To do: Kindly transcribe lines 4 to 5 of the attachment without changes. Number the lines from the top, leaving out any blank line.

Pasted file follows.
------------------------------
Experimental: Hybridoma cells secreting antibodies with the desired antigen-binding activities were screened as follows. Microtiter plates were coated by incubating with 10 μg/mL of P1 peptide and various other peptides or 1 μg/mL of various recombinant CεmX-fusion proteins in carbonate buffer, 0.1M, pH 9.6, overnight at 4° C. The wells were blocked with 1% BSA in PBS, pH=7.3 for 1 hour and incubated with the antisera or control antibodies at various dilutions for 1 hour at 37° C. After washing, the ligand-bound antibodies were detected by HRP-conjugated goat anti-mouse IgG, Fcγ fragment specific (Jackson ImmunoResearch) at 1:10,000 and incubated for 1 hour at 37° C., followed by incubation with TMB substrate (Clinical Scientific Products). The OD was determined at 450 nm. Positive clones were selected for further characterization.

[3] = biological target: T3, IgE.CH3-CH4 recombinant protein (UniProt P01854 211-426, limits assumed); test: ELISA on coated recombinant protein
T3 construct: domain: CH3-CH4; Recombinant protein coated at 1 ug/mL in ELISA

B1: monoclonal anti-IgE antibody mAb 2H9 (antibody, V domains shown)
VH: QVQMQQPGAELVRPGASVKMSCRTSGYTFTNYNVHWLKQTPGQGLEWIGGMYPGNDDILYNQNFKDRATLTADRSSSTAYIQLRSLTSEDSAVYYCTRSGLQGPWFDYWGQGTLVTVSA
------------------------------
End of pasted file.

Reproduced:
B1: monoclonal anti-IgE antibody mAb 2H9 (antibody, V domains shown)
VH: QVQMQQPGAELVRPGASVKMSCRTSGYTFTNYNVHWLKQTPGQGLEWIGGMYPGNDDILYNQNFKDRATLTADRSSSTAYIQLRSLTSEDSAVYYCTRSGLQGPWFDYWGQGTLVTVSA